“That was one of the greatest gifts he gave us,” Hull says, “is that he never gave us odds.”

Josie (left) and Teresita with Josie’s adoptive mother, Jenny Hull, at the twins’ second birthday party at UCLA in 2003. (Photo by Reed Hutchinson | UCLA Health)

Love and kindness came in unexpected forms throughout the girls’ stay at UCLA, Dr. Lazareff says.

When the twins first arrived in Westwood, nurses on the night shift were taken by surprise because the girls weren’t expected until the following day, he recalls. Yet they sprang into action.

“The nursing team — unknown, anonymous, some of the many beautiful people on staff —put two cots together and dropped the divider in between,” Dr. Lazareff says. “They cushioned with pillows all four sides of the cot so the girls would not bump into each other.

“Maria Teresa was facing one way and Maria de Jesus was facing the other side, almost 180 degrees,” Dr. Lazareff continues. “One of the nurses got a mirror and put the mirror in front of Maria Teresa so she could see her sister. And I think that perhaps was the first time they saw each other’s face.”

Dr. Lazareff was so touched by the moment, he snapped a photo.

Hull, too, says kindness has been the hallmark of the twins’ experience at UCLA. She remains in close contact with several members of the girls’ care team. Dr. Lazareff, for instance, has been to many of the twins’ birthday celebrations.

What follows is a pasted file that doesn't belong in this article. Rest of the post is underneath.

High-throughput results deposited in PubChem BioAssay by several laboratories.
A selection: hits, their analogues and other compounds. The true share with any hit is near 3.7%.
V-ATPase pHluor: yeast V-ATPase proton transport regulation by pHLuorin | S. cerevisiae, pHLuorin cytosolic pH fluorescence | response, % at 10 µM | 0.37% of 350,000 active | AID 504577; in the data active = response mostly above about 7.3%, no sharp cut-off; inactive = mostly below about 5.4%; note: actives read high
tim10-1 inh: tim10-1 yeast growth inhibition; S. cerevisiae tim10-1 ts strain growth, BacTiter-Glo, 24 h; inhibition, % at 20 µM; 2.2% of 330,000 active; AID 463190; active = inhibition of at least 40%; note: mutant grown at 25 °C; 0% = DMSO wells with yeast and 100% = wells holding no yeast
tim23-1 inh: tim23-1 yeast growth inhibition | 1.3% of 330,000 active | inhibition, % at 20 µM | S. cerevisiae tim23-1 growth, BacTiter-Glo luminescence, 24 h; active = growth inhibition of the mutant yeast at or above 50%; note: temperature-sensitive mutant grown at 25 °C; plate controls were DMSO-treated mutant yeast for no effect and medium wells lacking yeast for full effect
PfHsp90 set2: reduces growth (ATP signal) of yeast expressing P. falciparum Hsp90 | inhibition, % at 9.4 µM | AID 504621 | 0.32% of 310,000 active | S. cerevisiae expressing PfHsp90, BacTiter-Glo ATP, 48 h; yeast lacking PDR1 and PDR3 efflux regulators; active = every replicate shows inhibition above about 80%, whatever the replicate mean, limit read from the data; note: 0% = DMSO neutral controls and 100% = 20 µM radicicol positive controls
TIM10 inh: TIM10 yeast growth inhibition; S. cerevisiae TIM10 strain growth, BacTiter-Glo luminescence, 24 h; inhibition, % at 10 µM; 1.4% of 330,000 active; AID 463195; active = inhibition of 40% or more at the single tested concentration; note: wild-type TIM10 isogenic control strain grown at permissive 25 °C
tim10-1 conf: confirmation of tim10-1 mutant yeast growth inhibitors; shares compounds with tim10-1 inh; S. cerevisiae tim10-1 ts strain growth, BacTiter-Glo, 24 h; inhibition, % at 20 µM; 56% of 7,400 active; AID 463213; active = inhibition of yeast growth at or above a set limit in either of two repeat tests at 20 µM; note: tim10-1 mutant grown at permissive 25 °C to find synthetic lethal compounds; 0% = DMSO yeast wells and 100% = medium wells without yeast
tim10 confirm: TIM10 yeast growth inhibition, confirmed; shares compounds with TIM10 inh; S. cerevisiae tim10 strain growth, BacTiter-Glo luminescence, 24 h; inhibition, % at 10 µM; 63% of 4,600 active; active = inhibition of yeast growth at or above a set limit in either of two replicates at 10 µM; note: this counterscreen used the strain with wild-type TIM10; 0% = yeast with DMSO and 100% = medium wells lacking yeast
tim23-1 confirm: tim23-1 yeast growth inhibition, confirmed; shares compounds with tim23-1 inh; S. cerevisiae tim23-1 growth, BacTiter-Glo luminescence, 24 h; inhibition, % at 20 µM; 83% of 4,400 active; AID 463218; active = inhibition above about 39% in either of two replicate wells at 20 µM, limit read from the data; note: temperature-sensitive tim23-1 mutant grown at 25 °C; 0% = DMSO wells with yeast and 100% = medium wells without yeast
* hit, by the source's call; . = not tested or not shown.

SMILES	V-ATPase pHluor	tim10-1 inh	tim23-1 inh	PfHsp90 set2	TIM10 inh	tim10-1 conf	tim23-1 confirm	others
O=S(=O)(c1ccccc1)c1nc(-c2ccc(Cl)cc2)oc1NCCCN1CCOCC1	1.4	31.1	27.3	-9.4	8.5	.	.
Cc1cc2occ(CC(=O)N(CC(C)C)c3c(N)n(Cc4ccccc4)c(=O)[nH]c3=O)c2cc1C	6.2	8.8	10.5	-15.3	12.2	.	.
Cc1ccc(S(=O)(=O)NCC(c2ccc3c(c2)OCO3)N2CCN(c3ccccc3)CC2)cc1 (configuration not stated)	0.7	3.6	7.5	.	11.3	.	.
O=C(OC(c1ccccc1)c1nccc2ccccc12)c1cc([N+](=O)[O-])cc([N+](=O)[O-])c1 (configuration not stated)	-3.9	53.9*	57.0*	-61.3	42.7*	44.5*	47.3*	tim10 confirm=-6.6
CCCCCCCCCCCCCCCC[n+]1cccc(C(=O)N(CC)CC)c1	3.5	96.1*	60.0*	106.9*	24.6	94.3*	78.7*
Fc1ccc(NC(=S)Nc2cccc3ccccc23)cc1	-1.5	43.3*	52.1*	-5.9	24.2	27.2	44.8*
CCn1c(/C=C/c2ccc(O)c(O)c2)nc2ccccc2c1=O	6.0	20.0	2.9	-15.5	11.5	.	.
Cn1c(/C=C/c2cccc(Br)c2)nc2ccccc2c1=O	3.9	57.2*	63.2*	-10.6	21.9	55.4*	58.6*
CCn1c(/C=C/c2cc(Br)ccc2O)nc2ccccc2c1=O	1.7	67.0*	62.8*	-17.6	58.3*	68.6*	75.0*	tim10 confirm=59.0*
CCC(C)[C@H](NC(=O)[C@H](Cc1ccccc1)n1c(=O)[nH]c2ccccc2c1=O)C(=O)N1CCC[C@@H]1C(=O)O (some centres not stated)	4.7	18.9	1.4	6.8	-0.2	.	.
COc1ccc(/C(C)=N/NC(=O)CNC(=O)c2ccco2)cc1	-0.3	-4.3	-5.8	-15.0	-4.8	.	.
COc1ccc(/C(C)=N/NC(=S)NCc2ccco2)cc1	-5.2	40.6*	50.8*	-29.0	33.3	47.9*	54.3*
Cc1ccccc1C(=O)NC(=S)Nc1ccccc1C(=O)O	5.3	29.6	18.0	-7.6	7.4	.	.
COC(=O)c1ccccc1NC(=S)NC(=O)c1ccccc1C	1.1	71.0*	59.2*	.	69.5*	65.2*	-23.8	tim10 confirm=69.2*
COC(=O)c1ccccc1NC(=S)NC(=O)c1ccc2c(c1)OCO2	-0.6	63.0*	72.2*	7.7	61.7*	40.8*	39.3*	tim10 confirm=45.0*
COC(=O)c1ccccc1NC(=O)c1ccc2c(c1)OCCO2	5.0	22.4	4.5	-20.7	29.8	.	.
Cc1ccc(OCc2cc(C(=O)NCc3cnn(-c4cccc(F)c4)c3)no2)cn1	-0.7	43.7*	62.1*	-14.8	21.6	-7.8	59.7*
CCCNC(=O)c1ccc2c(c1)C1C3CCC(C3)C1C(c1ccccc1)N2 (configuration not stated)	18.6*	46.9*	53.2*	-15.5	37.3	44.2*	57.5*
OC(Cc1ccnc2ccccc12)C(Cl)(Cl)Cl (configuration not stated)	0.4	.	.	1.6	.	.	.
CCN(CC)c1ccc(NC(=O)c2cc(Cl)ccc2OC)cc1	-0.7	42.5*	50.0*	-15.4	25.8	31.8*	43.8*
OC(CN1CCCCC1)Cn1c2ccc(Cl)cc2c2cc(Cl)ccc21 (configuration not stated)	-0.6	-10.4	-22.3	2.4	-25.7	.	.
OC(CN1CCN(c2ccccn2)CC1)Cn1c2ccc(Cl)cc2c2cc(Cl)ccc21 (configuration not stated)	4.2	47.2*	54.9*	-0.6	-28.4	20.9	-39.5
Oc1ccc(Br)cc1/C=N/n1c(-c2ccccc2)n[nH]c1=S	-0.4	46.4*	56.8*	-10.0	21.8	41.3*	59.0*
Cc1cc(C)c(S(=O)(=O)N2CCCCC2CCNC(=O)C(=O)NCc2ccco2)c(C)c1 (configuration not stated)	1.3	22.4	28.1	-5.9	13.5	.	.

Hull is also still connected to operations staff members who went out of their way to share kindness. She recalls a couple of custodial workers who’ve been “some of the best people in our lives.”

“They came in every day they were at work,” Hull says. “They were probably the biggest joy in our time being there because they weren't who you expect to be the pick-me-up people.”

Yancy Tate (center) reunites with Josie Hull (right) and her adoptive mother, Jenny. A member of the housekeeping staff at UCLA Mattel Children’s Hospital, Tate visited Josie and Teresita daily during their hospital stay. “Those are my Guatemalan twin babies,” he says. (Photo by Reed Hutchinson | UCLA Health)

One of those workers, Yancy Tate, started working at UCLA shortly before the two Marias arrived. As soon as he saw them, “I knew I had to take care of them,” Tate says. He brought in foam mats so the girls could safely play on the floor.

“From that point on, I was just in there every day,” he says. “Those are my Guatemalan twin babies.”